I have a vacuum cleaner that is made for use in hotels and office buildings. It has a lot more suction than vacuums made for home use and a rotating brush in the head. If you would like to borrow it, give me a call. It's surprising how much dust this thing can suck out of a carpet that looks clean!


A handheld cordless vacuum cleaner gets into places where other vacuums don't work well or at all, like sucking out the dust that accumulates under sofa cushions and on car seats and floor mats. I have a lithium battery Dustbuster that you can borrow anytime.


If you need to iron something, like for a job interview or a wedding, remember that I have an ironing board, a steam iron, and spray starch in the Tool Shed. Just ask me for the key if you want to iron something.


Do you need an extra table for a banquet or a picnic? I have a folding table that measures 30" x 72" unfolded. It folds up to 30" x 36".

KILL-A-WATT Energy Monitor.

Energy vampires are electrical devices that consume electricity when they are turned off. Everyone has them. Your home is using electricity 24 hours a day, whether you are home or away. Most energy vampires use electricity to receive a signal, like from a remote controller; or they have a clock, timer, and sensor inside them that is always running. Some small electrical devices use a surprisingly large amount of electricity when they are turned off. For example, an Xbox One consumes over 100 watts of electricity an hour while it is turned off. That is because it is always in standby mode, which means that it is using electricity so it can receive a signal from a remote controller. It can cost you $50 a year to keep an Xbox One or Playstation plugged in, even if its just gathering dust and nobody ever uses it. Larger energy vampires can burn up a lot more than $50 a year. Some plasma TVs consume over $150 in electricity per year while they are turned off. Many other small appliances that you might not think of energy vampires actually do use electricity while they are turned off, including toasters, blenders, hair dryers, and electric toothbrushes.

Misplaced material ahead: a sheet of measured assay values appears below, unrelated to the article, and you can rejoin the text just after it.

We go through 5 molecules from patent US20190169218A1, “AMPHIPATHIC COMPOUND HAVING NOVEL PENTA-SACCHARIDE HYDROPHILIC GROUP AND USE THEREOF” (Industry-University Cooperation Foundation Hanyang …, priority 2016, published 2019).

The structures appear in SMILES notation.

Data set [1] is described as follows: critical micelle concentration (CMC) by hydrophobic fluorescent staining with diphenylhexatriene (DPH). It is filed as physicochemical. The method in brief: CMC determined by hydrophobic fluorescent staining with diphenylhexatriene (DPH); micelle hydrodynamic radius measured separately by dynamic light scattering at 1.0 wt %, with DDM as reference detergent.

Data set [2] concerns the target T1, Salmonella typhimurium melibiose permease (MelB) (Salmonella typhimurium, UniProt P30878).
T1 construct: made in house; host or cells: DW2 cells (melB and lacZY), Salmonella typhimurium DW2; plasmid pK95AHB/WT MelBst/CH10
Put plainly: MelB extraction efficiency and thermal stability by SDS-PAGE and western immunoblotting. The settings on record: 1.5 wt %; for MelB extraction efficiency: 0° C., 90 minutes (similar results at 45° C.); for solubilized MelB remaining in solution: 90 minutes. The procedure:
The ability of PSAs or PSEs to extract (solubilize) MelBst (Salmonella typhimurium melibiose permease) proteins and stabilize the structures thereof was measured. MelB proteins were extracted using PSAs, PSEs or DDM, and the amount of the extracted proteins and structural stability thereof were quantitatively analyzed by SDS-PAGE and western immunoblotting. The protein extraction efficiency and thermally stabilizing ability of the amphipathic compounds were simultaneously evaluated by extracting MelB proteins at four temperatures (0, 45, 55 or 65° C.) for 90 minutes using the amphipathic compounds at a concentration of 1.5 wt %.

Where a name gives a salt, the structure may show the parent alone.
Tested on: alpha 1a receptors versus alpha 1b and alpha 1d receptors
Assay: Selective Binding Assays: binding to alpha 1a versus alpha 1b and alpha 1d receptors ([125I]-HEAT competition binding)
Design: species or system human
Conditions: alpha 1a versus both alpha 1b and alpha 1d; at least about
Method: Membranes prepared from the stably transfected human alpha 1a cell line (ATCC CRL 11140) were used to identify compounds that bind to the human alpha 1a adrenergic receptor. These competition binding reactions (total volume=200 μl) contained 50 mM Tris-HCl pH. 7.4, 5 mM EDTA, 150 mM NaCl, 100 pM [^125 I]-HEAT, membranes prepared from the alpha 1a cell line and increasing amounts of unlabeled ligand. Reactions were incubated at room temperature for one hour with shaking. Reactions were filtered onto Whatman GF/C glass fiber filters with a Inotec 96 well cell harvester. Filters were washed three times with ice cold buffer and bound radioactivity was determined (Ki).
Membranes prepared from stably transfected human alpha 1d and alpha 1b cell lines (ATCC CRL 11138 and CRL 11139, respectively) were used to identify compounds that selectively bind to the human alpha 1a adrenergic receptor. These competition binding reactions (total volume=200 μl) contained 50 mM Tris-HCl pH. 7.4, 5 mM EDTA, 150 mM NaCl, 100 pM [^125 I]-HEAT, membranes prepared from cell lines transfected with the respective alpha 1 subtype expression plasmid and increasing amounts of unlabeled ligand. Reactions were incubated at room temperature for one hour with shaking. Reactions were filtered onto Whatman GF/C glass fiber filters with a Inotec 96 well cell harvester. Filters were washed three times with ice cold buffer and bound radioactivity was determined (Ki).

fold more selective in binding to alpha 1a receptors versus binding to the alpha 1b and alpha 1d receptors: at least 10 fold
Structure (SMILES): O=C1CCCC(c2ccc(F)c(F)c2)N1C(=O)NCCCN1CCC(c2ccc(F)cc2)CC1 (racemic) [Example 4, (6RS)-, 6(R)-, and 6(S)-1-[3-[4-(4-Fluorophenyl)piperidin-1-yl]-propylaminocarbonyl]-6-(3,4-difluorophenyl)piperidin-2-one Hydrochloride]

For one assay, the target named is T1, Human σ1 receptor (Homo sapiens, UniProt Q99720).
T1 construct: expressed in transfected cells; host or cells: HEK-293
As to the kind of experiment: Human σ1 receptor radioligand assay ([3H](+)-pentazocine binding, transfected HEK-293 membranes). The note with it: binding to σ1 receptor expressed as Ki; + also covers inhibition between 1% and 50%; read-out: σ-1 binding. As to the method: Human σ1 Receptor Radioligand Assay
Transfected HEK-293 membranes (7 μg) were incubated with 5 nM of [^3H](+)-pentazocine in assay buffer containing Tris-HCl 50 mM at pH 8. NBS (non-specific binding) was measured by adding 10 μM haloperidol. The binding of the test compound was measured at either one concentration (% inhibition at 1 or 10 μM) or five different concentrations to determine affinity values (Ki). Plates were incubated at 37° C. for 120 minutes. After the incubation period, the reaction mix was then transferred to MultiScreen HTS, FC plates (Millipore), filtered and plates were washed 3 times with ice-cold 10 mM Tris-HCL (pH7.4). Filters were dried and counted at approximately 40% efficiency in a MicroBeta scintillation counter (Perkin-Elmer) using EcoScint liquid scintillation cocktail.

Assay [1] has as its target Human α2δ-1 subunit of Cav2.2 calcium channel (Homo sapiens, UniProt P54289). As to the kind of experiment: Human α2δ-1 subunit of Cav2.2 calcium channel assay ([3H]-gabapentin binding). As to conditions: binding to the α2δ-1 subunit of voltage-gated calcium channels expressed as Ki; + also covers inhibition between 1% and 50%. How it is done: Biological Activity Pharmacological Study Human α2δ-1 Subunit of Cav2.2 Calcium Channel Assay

Kill-A-Watt Monitor. If you would like to know just how much electricity your household gadgets and appliances are using while they turned off as well as on, I have a Kill-A-Watt electricity monitor that you can borrow. This monitor is very easy to use. It was designed at the Lawrence Berkeley Lab. The Kill-A-Watt monitor shows you just how much every electrical device in your home costs you by the day, month, and year. You might be surprised by just how much some infrequently used electrical gadgets cost you. The Berkeley Lab estimates that between 5% and 10% of all the electricity consumed by average the U.S. home is used by energy vampires. The Department of Energy estimates that energy vampires cost American consumers $20 billion a year.


This little shop vac is great for cleaning out automobiles. It is lightweight and has a lot of suction.

Mark Tarses

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